McAneny urged the entire United States health care system to assess its value and evolve to provide affordable and appropriate care to patients everywhere, especially in light of the economic crisis due to the pandemic. “There are a lot of places where I think we need to learn what it costs to deliver optimal care and stop paying exorbitant prices for the same level of care.” With the entire health care world facing drastic change as we exit the pandemic, now is the time to assess the value of these health care dollars. Additionally, McAneny states, we should create a system that allows the patient to succeed in making smart financial and health-related decisions. McAneny’s time as President of the AMA has given her a worldwide perspective on health care and highlighted the exacerbation of health disparities for disadvantaged groups due to the pandemic in the United States and across the world. “I am very proud with what the AMA is working on,” McAneny stated, as the group leads the charge on these issues, but she foresees a long and difficult journey to ensure a healthy nation.

With health care being in a state of flux, assessing value and accepting evolution will be key in coming out of the pandemic on the path towards better care.

McAneny Healthcare

From the Perspective of Dr. Barbara McAneny

With multiple leadership roles for nation-leading organizations, experiencing the major changes within health care over the years, and building global connections and reach, Dr. McAneny began her journey in health care simply. As a young girl, she excelled in math and science at school and aspired to work within those interests. While she initially wanted to be a mathematician, health care appeared to be the perfect combination of her particular skill set.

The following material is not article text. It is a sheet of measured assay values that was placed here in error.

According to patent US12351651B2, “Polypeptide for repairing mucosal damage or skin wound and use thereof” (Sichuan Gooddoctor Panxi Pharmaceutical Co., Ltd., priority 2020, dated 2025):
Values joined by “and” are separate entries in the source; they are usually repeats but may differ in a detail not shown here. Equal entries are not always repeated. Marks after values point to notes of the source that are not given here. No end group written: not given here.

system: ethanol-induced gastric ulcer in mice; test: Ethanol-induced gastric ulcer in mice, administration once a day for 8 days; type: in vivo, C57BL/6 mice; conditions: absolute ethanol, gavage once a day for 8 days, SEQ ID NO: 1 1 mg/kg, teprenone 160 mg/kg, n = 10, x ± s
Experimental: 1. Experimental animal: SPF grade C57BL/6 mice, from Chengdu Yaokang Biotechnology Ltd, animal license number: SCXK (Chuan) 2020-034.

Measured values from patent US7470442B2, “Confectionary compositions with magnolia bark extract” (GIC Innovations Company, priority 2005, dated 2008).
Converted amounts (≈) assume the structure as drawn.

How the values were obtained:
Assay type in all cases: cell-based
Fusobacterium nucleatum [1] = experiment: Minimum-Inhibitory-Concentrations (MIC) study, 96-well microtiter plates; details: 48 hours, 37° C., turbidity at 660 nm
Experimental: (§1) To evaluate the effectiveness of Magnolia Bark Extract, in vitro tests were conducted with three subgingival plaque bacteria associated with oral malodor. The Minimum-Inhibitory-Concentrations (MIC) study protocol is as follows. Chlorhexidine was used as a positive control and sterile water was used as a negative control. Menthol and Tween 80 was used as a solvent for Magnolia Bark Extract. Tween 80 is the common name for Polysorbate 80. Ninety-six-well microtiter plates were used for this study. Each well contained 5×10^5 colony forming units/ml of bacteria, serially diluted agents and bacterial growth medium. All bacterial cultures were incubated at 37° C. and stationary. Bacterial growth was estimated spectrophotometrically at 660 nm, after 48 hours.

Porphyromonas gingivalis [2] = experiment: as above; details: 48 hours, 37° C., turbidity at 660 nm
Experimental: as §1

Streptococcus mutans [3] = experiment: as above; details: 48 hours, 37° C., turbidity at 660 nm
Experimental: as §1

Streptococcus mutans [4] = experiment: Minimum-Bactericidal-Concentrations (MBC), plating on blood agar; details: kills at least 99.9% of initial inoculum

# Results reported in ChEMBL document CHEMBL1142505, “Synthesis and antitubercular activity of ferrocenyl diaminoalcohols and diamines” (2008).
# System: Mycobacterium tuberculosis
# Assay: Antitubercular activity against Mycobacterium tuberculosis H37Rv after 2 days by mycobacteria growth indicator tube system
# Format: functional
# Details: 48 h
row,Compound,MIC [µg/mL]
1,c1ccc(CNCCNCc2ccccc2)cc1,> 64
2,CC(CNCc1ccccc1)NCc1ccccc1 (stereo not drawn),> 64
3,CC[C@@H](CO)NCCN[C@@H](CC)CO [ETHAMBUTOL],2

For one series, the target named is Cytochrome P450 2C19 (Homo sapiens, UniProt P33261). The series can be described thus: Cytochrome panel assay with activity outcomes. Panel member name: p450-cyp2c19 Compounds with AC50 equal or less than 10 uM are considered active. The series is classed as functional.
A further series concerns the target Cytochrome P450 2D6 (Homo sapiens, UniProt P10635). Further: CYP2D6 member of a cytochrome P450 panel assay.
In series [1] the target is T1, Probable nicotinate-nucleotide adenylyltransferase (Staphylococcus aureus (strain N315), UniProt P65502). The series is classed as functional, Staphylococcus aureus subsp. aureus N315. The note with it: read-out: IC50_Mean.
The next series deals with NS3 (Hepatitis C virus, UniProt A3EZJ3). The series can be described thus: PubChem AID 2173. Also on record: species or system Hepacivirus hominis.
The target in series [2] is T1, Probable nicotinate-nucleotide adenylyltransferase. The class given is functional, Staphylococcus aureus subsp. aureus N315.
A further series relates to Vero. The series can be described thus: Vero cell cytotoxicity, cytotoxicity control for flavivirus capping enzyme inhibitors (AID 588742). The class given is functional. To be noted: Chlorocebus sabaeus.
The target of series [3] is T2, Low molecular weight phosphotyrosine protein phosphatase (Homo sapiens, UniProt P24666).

Beginning her career in oncology, McAneny’s goal was similar to many other oncologists–the wish to take care of as many patients and cancer survivors as she could and provide that service in her adopted home state of New Mexico. However, while working as an oncologist, McAneny began looking critically at the functionality of healthcare systems and practices. “I realized that you have to think about how you take care of patients when there are recurring problems, and I’m being asked the same questions every time.”

That recognition of a need and trend is where her involvement in the AMA began, as she took advantage of the numerous educational opportunities regarding insurance companies, Medicare, liability issues, etc. She took her experience as an oncologist to influence her work at the AMA, and her work at the AMA to influence her work as a medical oncologist. The connections to other practices across the country offered incredible benefits to McAneny’s professional growth, experience, and understanding, as she brought back new procedures to her practice.

After working her way up to running the largest privately-held oncology practice in the state, McAneny took on the role of President at the AMA, holding the positions simultaneously. Both are incredible leadership opportunities individually, and her experience maintaining them at the same time positively influenced the other immensely. Leadership in the healthcare industry requires incredible amounts of foresight and critical decision-making. Today, Dr McAneny’s work for the New Mexico Cancer Center is just as rewarding and allows for a direct impact on the great, diverse community of New Mexico.